Initially, Elaine and Russell Maxey just planned to update the look of their master bath – and natural stone like granite and travertine, maybe pain the cabinetry. But as they talked with remodeler John Todd of Elite Remodeling, the noticed other aspects of the room they wanted to change.
The biggest hurdle, literally, to fully enjoying their bathroom was the huge tub. It sat in a triangular position in the corner of the room, and the faucets were placed in the center of the tub’s wide rim. Elaine explains, “You would have to throw your leg over the faucet to get in. So it went unused.”
She continued, “The shower had a lip, which was fine, but if you had knee or hip surgery, you couldn’t get over that.”
Russell recalls, “As we talked with John, he started throwing ideas out and showed us pictures of other houses where he done this sort of thing – he had bunches of them. Then he sent a designer to work with us, and she came up with the perfect layout for us.”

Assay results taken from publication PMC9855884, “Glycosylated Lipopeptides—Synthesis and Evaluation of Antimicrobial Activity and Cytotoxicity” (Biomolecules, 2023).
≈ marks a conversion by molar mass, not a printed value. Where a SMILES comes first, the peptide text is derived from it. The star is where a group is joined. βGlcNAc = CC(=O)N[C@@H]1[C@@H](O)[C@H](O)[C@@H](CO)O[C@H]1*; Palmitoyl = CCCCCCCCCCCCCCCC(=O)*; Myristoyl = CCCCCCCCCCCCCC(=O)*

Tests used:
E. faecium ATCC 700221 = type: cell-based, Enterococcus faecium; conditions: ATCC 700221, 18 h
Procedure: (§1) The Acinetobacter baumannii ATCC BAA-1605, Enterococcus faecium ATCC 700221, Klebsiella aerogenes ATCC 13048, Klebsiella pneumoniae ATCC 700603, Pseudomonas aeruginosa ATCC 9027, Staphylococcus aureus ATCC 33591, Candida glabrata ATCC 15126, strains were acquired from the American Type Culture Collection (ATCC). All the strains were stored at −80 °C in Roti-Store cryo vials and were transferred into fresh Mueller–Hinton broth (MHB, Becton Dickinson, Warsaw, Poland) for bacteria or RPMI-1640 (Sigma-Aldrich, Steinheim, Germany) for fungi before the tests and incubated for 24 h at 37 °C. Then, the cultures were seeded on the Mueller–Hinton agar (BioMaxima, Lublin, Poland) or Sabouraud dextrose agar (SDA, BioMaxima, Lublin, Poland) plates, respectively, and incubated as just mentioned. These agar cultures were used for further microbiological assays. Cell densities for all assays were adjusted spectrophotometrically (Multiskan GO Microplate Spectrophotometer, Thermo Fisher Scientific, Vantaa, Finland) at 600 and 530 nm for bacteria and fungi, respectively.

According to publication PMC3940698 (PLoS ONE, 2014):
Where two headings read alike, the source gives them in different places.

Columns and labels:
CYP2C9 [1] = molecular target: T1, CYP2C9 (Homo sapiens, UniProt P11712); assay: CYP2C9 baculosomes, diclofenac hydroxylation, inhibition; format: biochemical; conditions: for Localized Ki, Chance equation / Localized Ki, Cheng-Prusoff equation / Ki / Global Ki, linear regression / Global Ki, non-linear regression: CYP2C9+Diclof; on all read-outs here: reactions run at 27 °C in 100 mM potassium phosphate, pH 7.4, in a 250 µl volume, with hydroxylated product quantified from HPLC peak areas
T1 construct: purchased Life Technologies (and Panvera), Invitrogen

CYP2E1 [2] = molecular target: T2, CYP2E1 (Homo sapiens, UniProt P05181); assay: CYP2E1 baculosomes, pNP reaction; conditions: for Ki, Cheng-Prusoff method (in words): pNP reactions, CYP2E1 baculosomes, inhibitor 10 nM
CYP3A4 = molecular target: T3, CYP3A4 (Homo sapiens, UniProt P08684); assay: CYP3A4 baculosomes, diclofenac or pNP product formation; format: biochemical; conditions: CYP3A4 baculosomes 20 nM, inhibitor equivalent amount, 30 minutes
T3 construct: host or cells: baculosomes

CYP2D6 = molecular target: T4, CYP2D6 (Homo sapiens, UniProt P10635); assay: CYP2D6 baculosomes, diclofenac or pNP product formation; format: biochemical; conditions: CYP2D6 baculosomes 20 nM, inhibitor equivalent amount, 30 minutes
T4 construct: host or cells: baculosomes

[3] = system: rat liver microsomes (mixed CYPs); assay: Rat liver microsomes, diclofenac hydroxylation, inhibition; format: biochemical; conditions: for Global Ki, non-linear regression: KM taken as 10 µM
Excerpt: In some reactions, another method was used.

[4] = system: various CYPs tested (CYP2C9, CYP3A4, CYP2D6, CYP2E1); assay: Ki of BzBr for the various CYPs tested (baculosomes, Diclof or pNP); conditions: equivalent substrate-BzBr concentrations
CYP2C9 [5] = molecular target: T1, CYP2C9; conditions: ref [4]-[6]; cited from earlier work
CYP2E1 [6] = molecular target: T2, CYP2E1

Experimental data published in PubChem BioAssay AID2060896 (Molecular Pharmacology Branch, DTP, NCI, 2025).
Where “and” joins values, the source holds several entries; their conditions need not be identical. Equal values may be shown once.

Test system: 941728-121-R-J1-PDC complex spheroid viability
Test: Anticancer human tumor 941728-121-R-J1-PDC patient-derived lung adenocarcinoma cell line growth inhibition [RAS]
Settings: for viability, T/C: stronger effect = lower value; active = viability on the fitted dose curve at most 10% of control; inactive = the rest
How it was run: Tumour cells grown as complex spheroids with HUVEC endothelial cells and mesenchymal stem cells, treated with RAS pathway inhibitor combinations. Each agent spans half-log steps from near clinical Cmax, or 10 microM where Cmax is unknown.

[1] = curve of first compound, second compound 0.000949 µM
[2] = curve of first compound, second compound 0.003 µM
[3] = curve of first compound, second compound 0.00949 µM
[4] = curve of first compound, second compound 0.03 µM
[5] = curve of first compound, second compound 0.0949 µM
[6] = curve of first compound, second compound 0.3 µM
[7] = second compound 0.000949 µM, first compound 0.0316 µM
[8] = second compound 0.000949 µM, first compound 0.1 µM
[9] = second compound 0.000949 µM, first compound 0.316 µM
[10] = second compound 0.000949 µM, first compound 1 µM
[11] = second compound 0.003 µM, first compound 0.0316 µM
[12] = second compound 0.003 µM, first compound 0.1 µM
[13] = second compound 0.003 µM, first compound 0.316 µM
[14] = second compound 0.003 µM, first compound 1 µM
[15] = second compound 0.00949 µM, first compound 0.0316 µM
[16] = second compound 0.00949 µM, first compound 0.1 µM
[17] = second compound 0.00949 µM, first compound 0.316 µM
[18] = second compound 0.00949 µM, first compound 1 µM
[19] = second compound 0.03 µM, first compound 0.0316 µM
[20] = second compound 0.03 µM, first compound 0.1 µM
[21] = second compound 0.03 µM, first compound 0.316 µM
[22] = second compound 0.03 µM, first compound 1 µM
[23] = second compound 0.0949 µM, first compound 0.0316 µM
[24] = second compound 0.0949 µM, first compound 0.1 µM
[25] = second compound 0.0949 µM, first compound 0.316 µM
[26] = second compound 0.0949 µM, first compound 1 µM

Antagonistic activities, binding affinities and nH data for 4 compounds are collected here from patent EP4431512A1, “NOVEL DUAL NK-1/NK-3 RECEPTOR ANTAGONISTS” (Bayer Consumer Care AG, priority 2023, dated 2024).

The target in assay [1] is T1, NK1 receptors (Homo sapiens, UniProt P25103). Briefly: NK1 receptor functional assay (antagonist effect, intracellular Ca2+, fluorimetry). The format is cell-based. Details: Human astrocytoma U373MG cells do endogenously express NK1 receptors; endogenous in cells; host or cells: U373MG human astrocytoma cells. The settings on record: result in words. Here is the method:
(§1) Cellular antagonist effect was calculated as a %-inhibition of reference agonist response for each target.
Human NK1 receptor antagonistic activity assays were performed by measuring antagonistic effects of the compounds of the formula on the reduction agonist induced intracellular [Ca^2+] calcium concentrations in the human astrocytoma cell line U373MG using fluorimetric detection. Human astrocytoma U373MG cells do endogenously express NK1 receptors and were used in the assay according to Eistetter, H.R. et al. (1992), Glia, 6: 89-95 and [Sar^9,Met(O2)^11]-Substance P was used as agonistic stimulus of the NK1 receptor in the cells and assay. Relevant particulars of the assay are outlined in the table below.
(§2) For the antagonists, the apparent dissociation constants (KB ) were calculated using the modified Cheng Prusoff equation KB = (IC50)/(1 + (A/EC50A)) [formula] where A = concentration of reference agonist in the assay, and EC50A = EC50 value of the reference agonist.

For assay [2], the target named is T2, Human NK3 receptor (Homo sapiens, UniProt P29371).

The removed the corner bathtub and added a new one, enlarged the shower significantly, added a bench seat, turned the shower opening around to face the tub and removed the lip, widened the opening in case they ever need a wheelchair, added a shower wand, and installed two brushed nickel grab bars decorated with finials.
Russell confides, “We wanted the grab bars, but we didn’t want it to affect resale. But John said even some young people are putting them in now.”